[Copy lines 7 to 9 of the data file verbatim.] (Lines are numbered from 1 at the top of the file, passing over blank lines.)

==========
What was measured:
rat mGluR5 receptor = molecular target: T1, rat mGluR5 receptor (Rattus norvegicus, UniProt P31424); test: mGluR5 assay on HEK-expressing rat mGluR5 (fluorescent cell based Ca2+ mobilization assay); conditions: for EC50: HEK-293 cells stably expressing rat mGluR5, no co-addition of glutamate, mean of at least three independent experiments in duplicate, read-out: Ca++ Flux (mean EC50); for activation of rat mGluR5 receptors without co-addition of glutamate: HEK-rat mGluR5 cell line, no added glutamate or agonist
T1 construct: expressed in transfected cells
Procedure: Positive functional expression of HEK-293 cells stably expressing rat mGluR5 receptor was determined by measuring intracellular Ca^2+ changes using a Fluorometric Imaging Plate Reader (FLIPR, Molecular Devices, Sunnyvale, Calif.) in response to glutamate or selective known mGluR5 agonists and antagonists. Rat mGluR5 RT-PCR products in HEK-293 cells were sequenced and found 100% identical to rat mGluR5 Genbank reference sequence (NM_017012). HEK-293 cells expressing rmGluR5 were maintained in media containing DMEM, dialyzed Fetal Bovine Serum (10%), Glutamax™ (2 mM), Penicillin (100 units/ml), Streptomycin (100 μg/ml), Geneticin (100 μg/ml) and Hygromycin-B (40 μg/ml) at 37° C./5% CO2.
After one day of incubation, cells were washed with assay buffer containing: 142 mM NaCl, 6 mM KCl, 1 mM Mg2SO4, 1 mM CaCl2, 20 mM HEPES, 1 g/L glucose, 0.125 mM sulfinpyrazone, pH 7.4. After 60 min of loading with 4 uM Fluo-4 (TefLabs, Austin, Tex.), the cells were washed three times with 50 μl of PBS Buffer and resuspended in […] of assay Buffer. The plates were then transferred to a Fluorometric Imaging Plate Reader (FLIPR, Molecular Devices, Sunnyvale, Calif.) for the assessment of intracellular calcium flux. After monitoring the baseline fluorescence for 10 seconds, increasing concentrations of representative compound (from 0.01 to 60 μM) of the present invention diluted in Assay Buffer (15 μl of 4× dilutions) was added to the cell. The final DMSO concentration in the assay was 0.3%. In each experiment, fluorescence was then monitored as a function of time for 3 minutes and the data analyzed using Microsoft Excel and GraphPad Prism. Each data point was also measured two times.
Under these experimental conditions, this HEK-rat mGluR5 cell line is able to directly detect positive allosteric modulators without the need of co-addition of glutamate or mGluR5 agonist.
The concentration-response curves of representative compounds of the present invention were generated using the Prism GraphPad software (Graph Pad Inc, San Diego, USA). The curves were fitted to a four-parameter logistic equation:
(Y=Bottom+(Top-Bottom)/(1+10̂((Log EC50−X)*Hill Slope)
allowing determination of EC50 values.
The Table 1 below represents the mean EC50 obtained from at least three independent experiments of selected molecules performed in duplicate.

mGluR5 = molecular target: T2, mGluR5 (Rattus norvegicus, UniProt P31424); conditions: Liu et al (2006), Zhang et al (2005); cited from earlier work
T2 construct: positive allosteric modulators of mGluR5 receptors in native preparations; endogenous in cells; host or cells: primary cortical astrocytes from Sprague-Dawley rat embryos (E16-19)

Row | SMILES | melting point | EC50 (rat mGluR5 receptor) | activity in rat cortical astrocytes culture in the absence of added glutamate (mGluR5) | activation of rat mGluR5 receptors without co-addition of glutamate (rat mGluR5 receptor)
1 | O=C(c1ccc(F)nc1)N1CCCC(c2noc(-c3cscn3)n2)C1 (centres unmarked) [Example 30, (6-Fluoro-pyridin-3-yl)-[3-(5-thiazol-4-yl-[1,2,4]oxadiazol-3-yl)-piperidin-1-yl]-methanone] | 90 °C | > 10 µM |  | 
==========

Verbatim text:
The concentration-response curves of representative compounds of the present invention were generated using the Prism GraphPad software (Graph Pad Inc, San Diego, USA). The curves were fitted to a four-parameter logistic equation:
(Y=Bottom+(Top-Bottom)/(1+10̂((Log EC50−X)*Hill Slope)
allowing determination of EC50 values.